Friday, December 13, 2013

{Recipe} Biscochitos: Traditional New Mexican Christmas Cookies

There are a few things I really love about December: Extra time with Sean, our national quad family Christmas card exchange ("Look! We're normal!"), and baking up a batch of biscochitos.

Growing up in New Mexico, I certainly ate my fair share of the sugary Christmas cookies that are so well known and loved, but there is another cookie that is distinctly New Mexican, and a tradition in many households: Biscochitos (bis-coe-chee-toes)!

It makes me really happy to share these with you! In fact, this post has been planned for a in, I took all of these photos last Christmas. I still need to make this year's batch, and hope to do that next week. BUT, if I wait that long to share the recipe with you, then you might not have time to make them. So here you go!

This recipe was passed from my aunt, to my mom, to me. My copy is on a piece of paper with a handwritten note at the top that says, "from 'The Best of New Mexico Kitchens.'" I always try to credit sources, so I did a Google search to look for a book with that title. I'm assuming it is this, The Best of New Mexico Kitchens, but I'm not entirely sure.

It's a short ingredients list, and you should have most of it on hand!

 Mix the flour, baking powder, and salt together in a bowl.

In a separate bowl, cream the lard (traditionally) or vegetable shortening, sugar, and anise seed.

Let's stop for a minute and talk about anise (a-nees) seed. It isn't as well known as a lot of herbs, but is pretty cheap. Tones is one of the cheapest spice brands, and the smallest containers lasts me a good 3-4 batches of cookies. It has a licorice taste to it, but the flavor is not overwhelming in these cookies. It's really an interesting flavor, so give it a try if you haven't in the past!

Back to the recipe: Then add the eggs to the creamed mixture.

Followed by the brandy....
 ...and the flour mixture.

Mix it up, and it will look like this:

In a small bowl, mix sugar and cinnamon together to top the cookies once you roll them out!

Roll your dough out with a rolling pin, and use a cookie cutter to cut out the cookies. The traditional shape is the fleur-de-lis, but I don't have that cookie cutter, so I used a circle last year and a heart the year before. It's kind of whatever cookie cutter I come across first.

Lay them out on a cookie sheet, sprinkle the cinnamon and sugar on top, then bake!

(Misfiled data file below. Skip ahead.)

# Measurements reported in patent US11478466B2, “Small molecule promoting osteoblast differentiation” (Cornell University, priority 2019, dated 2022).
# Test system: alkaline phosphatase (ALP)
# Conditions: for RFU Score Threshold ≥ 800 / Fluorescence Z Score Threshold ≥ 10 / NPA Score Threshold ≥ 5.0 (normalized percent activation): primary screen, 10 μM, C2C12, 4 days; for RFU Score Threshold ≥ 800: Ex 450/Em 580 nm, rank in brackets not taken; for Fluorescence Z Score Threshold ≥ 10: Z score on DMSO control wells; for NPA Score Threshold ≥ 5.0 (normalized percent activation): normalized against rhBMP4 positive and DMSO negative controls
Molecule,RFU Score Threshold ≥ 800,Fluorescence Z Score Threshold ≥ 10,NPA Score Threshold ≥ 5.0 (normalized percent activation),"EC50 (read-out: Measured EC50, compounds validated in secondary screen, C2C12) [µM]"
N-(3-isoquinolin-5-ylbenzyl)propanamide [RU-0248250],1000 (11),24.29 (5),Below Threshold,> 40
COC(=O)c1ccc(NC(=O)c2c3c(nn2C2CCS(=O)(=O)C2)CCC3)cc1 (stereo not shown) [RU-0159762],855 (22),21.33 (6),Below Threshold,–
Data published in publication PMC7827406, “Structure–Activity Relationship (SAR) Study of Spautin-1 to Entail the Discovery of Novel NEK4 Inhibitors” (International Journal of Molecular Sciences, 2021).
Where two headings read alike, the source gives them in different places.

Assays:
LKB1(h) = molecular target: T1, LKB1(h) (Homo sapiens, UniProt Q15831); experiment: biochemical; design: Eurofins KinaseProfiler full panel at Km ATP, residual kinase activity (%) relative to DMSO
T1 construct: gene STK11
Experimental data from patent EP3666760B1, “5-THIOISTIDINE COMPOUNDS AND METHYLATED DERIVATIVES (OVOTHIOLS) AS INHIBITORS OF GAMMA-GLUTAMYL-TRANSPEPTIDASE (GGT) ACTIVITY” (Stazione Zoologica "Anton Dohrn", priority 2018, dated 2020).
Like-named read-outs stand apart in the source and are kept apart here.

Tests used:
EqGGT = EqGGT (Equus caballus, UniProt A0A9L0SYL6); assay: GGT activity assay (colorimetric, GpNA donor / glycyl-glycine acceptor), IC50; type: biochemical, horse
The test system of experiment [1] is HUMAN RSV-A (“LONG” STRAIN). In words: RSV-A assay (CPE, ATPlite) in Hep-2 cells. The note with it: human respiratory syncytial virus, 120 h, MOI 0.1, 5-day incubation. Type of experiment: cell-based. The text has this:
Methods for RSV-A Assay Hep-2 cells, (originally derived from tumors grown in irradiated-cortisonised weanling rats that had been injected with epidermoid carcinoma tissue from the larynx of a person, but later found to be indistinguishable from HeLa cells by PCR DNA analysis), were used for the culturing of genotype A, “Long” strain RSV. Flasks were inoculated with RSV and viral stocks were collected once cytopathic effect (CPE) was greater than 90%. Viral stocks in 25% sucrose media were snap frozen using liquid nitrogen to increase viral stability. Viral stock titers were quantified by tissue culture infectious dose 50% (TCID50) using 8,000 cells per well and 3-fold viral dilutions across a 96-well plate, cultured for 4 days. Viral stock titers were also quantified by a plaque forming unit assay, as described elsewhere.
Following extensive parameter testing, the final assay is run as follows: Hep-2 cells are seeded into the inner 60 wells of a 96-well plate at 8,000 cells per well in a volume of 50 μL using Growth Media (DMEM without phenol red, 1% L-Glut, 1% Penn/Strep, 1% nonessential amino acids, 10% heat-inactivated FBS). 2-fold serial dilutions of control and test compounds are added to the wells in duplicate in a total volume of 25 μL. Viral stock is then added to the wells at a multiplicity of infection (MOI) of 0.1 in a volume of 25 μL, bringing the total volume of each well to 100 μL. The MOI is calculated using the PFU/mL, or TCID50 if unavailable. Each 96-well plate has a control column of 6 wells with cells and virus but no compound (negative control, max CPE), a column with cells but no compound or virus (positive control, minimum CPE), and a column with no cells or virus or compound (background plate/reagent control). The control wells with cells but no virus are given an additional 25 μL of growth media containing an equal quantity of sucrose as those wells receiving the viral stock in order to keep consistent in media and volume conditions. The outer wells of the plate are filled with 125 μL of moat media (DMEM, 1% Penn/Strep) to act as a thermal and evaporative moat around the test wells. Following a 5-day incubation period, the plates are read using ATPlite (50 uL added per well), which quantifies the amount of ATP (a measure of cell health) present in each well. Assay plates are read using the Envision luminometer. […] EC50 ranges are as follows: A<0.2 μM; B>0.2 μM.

They have a drier texture than sugar Christmas cookies, but are just as delicious! They are also kind of addicting. You've been warned!

Traditional New Mexican Christmas Cookies
This recipe makes a BIG batch!
  • 6 cups Flour
  • 1/4 teaspoon Salt
  • 3 teaspoons Baking Powder
  • 2 cups of Lard (or you can use vegetable shortening)
  • 1 1/2 cups of Granulated Sugar
  • 2 teaspoons Anise Seed
  • 2 Eggs
  • 1/4 cup Brandy
  • 1/4 cup Granulated Sugar
  • 1 tablespoon Cinnamon
Sift flour in a bowl with baking powder and salt. Mix well.

Cream lard, 1 1/2 cups of Sugar, and anise seed in a mixture until fluffy. Beat in eggs one at a time. Add the brandy and flour mixture to the bowl and mix until combined.

On a floured surface, roll out the dough to 1/4-1/2 inch thickness. They cookies will be thin! Use a cookie cutter to cut out shapes.

Place the cookies on a baking sheet, sprinkle with a mixture of 1/4 cup of sugar and cinnamon.

Bake at 350 degrees for 10 minutes. They will be lightly browned and delicious!


Do you have a cookie that is part of your Christmas traditions?


  1. These sound really interesting, especially with brandy and anise in them. I wonder if I can make them without egg somehow? And thank you for the phonetic because I could not figure out how to say it :)

  2. My daughter and I just made these :-). We will see my dad for Christmas and your Grandpa is his Uncle Paul. I am hoping that he will enjoy them. I have to say they are much more difficult to make with a non-patient seven year old assist. I will say that they have plenty of cinnamon-sugar mixture on them ( we actually had to make more of that). We halved the recipe and ended up with about 6 dozen cookies. Thank you!

  3. Thank you for posting a traditional New Mexican Biscochito recipe. How did you get it, by the way? I grew up with these cookies and continue to make them for my family. I usually don't use the brandy or wine that some recipes call for. It doesn't change the flavor. Also, congratulations on your blessings and may you continue to enjoy the many blessings they will bring you.

  4. Nice read. I love when I have been anywhere else in the country, they look at me like I am nuts when I mention Biscochitos or Sopapillas. LOL I just tell them it is a New Mexico thing.

    1. How about when you mention Panocha the desert made of wheat flour? Have you had that?

  5. I have a biscochitos recipe I got in an American Girl recipe card and cookie cutter kit when I was little. I remember making a batch and bringing them into school when I was 12. They have always been popular wherever I take them, assuming my family and I can stay out of them! I love them when they are slightly underdone. My brother hates licorice flavor so I omit the anise seeds. Still so tasty!

    --Sarah from Virginia


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